Theo Emery is a self-described bird nut, which can’t really be separated from his love of the natural world or his enthusiasm for nature-based science education.
After graduating from high school, Emery led a semi-nomadic lifestyle, doing trail work, holding leadership and teaching positions in a variety of outdoor programs, conservation and nature-based education organizations, and much more. Eventually, he decided to go back to school for his undergrad, a dual BA/BS at Evergreen College in Olympia, WA. Toward the end of his studies, Emery’s mother was diagnosed with ALS. It was around the same time that he became really interested in birds as a “coping mechanism,” he says. It was the striking, clear call of a song sparrow across the Puget Sound that initially captured his fascination. Upon graduating, he traveled in Latin America and the US, teaching and learning about birds. He started doing fieldwork, grueling and competitive work such as bird banding and being a point specialist, for which one must be able to identify species immediately on sight (in one area in the Great Plains it was 325 species). As his mother became more ill, he returned home to care for her, a time he recalls as precious as well as formative in the evolution of his work as an educator. He and his mother talked at length about his plans for the future, and she shared with him that she’d always thought his strengths were in teaching.
Following his mother’s death, he began following birds on their ancestral migratory routes – “You move north with spring, chase spring, move south with summer, and then chase fall,” he says. He followed blackpoll warbler, hermit warbler, buff breasted sandpiper, salt marsh sparrow, and giant wren, to name a few. You might imagine that his Instagram account, @wind.and.wing has… a few followers, presumably photography mentees and fellow bird enthusiasts who appreciate his gorgeous nature photos. He describes becoming enchanted by certain species, following them on their migration routes, and sticking around to “hang out” with them. While he tends to use informal instead of scientific language, one gets the sense that his study of the birds he spends time “getting to know” is both meticulous and thorough. Eventually, he made his way to Costa Rica, which acts as a funnel point for migrating birds from all over the US and Canada. Costa Rica was where he weathered the worst of the pandemic, and also where he began his course of study at Antioch University New England, from a glitchy tablet in a small Costa Rican village under lockdown.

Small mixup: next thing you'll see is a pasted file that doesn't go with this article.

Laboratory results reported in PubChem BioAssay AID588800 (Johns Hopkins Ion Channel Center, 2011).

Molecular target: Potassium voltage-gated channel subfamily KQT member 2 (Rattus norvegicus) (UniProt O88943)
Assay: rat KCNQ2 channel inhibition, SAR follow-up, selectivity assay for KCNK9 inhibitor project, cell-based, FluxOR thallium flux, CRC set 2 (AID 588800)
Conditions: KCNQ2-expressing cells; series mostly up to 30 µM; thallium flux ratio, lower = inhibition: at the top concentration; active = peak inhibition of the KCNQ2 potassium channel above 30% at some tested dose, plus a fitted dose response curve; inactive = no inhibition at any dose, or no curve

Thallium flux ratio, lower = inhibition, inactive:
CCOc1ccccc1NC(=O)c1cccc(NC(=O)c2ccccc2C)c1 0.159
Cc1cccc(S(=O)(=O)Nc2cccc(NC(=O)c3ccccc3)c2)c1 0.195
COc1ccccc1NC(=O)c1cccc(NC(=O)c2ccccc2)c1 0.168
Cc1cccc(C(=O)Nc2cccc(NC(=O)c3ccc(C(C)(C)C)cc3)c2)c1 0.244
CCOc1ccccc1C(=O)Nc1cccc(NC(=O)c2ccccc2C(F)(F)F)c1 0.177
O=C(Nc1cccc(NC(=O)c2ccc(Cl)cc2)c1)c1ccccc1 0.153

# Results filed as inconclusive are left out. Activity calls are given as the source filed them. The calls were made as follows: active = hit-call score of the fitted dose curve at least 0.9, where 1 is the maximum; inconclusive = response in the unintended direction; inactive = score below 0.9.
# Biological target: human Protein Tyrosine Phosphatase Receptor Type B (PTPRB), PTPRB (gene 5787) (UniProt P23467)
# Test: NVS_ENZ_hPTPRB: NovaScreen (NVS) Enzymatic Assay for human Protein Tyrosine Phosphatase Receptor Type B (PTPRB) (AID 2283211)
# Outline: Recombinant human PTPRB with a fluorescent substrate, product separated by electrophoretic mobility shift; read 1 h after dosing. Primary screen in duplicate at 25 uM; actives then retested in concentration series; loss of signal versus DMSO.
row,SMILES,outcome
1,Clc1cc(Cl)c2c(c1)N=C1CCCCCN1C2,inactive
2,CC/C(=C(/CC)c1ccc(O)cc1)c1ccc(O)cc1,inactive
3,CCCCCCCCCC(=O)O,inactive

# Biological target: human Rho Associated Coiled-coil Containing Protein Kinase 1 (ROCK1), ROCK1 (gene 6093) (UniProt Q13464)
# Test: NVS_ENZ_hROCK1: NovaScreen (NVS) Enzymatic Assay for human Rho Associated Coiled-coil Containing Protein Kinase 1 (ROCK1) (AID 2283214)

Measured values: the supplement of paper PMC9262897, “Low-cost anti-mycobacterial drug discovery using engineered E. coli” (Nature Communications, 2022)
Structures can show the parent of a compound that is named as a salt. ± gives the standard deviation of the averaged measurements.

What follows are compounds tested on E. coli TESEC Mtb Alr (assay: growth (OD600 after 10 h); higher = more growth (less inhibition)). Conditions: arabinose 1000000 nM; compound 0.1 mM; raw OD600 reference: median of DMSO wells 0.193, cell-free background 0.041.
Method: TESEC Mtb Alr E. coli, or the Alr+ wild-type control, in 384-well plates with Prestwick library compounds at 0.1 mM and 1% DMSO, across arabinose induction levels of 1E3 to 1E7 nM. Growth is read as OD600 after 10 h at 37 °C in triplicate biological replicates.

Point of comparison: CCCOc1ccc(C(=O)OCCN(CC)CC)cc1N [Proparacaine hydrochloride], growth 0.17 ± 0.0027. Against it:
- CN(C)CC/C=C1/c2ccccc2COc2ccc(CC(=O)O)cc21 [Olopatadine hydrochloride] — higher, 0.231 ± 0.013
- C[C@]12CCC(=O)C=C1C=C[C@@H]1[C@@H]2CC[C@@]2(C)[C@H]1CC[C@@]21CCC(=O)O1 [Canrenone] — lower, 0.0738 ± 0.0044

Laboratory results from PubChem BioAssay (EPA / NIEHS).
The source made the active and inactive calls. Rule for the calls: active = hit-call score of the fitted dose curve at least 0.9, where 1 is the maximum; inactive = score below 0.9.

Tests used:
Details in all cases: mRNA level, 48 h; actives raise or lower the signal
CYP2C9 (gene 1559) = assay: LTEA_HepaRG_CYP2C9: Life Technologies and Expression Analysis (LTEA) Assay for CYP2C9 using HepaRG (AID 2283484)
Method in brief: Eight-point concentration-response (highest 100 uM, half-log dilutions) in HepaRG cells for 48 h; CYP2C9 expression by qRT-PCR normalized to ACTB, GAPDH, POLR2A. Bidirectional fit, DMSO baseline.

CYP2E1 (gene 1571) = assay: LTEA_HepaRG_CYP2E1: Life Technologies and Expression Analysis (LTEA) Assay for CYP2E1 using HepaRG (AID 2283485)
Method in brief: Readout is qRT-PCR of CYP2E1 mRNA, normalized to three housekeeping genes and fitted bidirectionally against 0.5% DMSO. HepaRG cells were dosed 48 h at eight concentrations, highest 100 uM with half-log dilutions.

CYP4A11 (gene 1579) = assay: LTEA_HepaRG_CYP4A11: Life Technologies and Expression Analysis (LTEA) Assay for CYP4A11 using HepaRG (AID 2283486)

Currently embarking on his second year of AUNE’s MS in Environmental Studies, Science Teacher Licensure program, Emery’s next career phase includes plans to teach high school science. As a former high school dropout (he eventually graduated from a horticulture program at a vocational/ tech school in his hometown of Toledo, OH) there’s something of the wounded healer about this goal; the return to a historically challenging space to facilitate a different type of learning experience than the one he experienced as a student. While he has held teaching and leadership roles in the fields of ornithology and naturalist study for years, the program at AUNE, and specifically his mentor/ teacher Gopal Krishnamurthy, PhD, is opening up new and exciting educational approaches for him. Critical Exploration is a teaching approach developed by Eleanor Duckworth and derived from Jean Piaget’s clinical interviewing. Here the subject matter forms the authority from which the children take their own thoughts further rather than trying to (for example) answer a teacher’s question “correctly” within an expected framework. Teachers build direct and deepening engagement with phenomena and draw out the children’s developing understanding.
Detraining the Conditioned Mind
Emery’s use of accessible language i.e. “hanging out with birds” rather than observing or studying them, is one aspect of this approach in action. “By removing nomenclature from curriculum, getting rid of scientific buzzwords, we detrain the conditioned mind,” he says. “By eliminating expectations, we uncover what is underneath, and exploration becomes dominant.” For students who have a difficult time in classroom settings, who struggle with conventional methods of education, critical exploration and the idea that there are infinite “right answers” and limitless potential for exploration of a topic, could mean the difference between failing and thriving in school.
While he envisions including ornithology as a part of his curriculum in future teaching roles, Emery’s main goal is to facilitate a learning environment that builds on students’ interests and explorations.
As a vocal or linguistic ornithologist (a birder specializing in soundscape ecology), Emery makes sound maps as part of his study of a species and habitat. This involves sitting in one spot and marking off the listener/observer’s location at the center of the map. Then, sounds are indicated on the map as they arise – birdsong, lawnmower, squirrel chatter, etc. From this information, over time, one can get a sense of what’s happening in the area; a neighborhood cat harassing a nest, crows chasing off a hawk, messages passed between birds of the same species, and something called eavesdropping, which is birds listening across species lines for information. He’s recently been getting deeper into reading habitat as a way to identify birds. For example, hemlock at a certain elevation would likely indicate the presence of the Blackburnian warbler, a migratory black and orange songbird with a high-pitched call. In a sense, a sound map seems an appropriate metaphor for the collaborative teacher-learner approach emerging from the Science Teacher Licensure program – expansive, open-ended, informative, inclusive, and endlessly interesting.